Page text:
Norwich, "the form and intention of the Church," not having been observed.
These were certainly those promoted according to the new form of rite, to
the examination of which the Cardinals specially deputed had given their
careful attention. Neither should the passage much to the point in the same
Pontifical Letter be overlooked, where, together with others needing
dispensation are enumerated those "who had obtained both Orders as well as
benefices nulliter et de facto." For to obtain orders nulliter means the
same as by act null and void, that is invalid, as the very meaning of the
word and as common parlance require. This is specially clear when the word
is used in the same way about Orders as about "ecclesiastical benefices".
These, by the undoubted teaching of the sacred canons, were clearly null if
given with any vitiating defect. 13 Moreover, when some doubted as to who,
according to the mind of the pontiff, could be called and considered
bishops "validly and lawfully ordained," the said Pope shortly after, on
October 30, issued a further letter in the form of a brief and said:
"We, desiring to wholly remove such doubt, and to opportunely provide for
the peace of conscience of those who during the aforementioned schism were
promoted to Holy Orders, by clearly stating the meaning and intention which
we had in our said letters, declare that it is only those bishops and
archbishops who were not ordained and consecrated in the form of the Church
that can not be said to be duly and rightly ordained..."
14. Unless this declaration had applied to the actual case in England, that
is to say, to the Edwardine Ordinal, the Pope would certainly have done
nothing by this last letter for the removal of doubt and the restoration of
peace of conscience. Further, it was in this sense that the Legate
understood the documents and commands of the Apostolic See, and duly and
conscientiously obeyed them; and the same was done by Queen Mary and the
rest who helped to restore Catholicism to its former state.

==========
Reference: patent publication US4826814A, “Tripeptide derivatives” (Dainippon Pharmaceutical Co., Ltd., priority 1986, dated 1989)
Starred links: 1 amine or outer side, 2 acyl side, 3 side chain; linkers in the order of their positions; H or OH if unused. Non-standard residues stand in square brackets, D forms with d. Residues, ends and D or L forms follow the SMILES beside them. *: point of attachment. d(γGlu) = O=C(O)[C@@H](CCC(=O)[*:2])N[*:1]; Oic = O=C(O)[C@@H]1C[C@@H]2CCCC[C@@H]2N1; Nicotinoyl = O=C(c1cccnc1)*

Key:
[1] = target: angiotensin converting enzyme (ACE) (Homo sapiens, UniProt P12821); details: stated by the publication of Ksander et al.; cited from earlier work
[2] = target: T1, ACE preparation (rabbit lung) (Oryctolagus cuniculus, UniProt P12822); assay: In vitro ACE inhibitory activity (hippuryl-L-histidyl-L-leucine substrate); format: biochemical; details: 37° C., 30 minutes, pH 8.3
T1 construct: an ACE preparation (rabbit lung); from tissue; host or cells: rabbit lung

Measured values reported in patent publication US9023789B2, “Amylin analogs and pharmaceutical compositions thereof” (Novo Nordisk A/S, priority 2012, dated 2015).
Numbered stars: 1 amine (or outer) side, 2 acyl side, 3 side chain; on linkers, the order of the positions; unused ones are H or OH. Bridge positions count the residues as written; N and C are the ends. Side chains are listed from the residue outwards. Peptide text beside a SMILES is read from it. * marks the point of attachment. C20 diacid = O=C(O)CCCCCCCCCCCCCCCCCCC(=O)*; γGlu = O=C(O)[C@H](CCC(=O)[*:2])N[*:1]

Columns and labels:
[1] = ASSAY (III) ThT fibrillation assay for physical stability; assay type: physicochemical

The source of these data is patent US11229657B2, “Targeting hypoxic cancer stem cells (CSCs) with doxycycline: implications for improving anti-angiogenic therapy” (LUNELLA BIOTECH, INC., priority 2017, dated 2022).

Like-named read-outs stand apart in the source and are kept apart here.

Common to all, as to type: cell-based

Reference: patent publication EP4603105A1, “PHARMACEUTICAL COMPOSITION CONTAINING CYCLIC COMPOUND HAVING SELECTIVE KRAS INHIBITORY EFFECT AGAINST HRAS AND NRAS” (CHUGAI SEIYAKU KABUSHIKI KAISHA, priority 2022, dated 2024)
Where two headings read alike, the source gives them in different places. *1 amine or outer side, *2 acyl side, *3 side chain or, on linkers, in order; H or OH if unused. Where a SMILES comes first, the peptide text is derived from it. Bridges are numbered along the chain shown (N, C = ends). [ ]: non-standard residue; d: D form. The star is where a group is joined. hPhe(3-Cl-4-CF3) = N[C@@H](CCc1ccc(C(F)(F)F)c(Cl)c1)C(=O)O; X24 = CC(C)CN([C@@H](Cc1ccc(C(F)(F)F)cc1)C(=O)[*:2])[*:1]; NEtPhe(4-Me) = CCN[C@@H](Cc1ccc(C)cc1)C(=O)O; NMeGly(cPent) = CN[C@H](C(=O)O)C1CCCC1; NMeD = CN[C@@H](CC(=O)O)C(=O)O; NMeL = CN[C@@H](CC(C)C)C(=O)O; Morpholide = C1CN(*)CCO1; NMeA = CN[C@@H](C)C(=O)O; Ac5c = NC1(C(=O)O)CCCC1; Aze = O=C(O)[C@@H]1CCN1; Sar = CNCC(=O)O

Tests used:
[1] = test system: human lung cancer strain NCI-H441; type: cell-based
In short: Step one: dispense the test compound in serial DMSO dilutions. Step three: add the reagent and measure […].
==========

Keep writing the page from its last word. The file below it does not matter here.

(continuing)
15. The authority of Julius m, and of Paul IV, which we have quoted,
clearly shows the origin of that practice which has been observed without
interruption for more than three centuries, that Ordinations conferred
according to the Edwardine rite should be considered null and void. This
practice is fully proved by the numerous cases of absolute re-ordination
according to the Catholic rite even in Rome.
16. In the observance of this practice we have a proof directly affecting
the matter in hand. For if by any chance doubt should remain as to the true
sense in which these pontifical documents are to be understood, the
principle holds good that "Custom is the best interpreter of law." Since in
the Church it has ever been a constant and established rule that it is
sacrilegious to repeat the Sacrarnent of Order, it never could have come to
pass that the Apostolic See should have silently acquiesced in and
tolerated such a custom. But not only did the Apostolic See tolerate this
practice, but approved and sanctioned it as often as any particular case
arose which called for its judgment in the matter.
17. We adduce two cases of this kind out of many which have from time to
time been submitted to the Supreme Council of the Holy Office. The first
was (in 1684) of a certain French Calvinist, and the other (in 1704) of
John Clement Gordon, both of whom had received their orders according to
the Edwardine ritual.
18. In the first case, after a searching investigation, the Consultors, not
a few in number, gave in writing their answers or as they call it, their
vota and the rest unanimously agreed with their conclusion, "for the
invalidity of the Ordination," and only on account of reasons of
opportuneness did the Cardinals deem it well to answer with a dilata (viz.,
not to formulate the conclusion at the moment).
19. The same documents were called into use and considered again in the
examination of the second case, and additional written statements of
opinion were also obtained from Consultors, and the most eminent doctors of
the Sorbonne and of Douai were likewise asked for their opinion. No
safeguard which wisdom and prudence could suggest to ensure the thorough
sifting of the question was neglected.
20. And here it is important to observe that, although Gordon himself,
whose case it was, and some of the Consultors, had adduced amongst the
reasons which went to prove the invalidity, the Ordination of Parker,
according to their own ideas about it, in the delivery of the decision this
reason was altogether set aside, as documents of incontestable authenticity
prove. Nor, in pronouncing the decision, was weight given to any other
reason than the "defect of form and intention"; and in order that the
judgment concerning this form might be more certain and complete,
precaution was taken that a copy of the Anglican Ordinal should be
submitted to examination, and that with it should be collated the
ordination forms gathered together from the various Eastern and Western
rites. Then Clement XI himself, with the unanimous vote of the Cardinals
concerned, on Thursday 17 April 1704, decreed:
"John Clement Gordon shall be ordained from the beginning and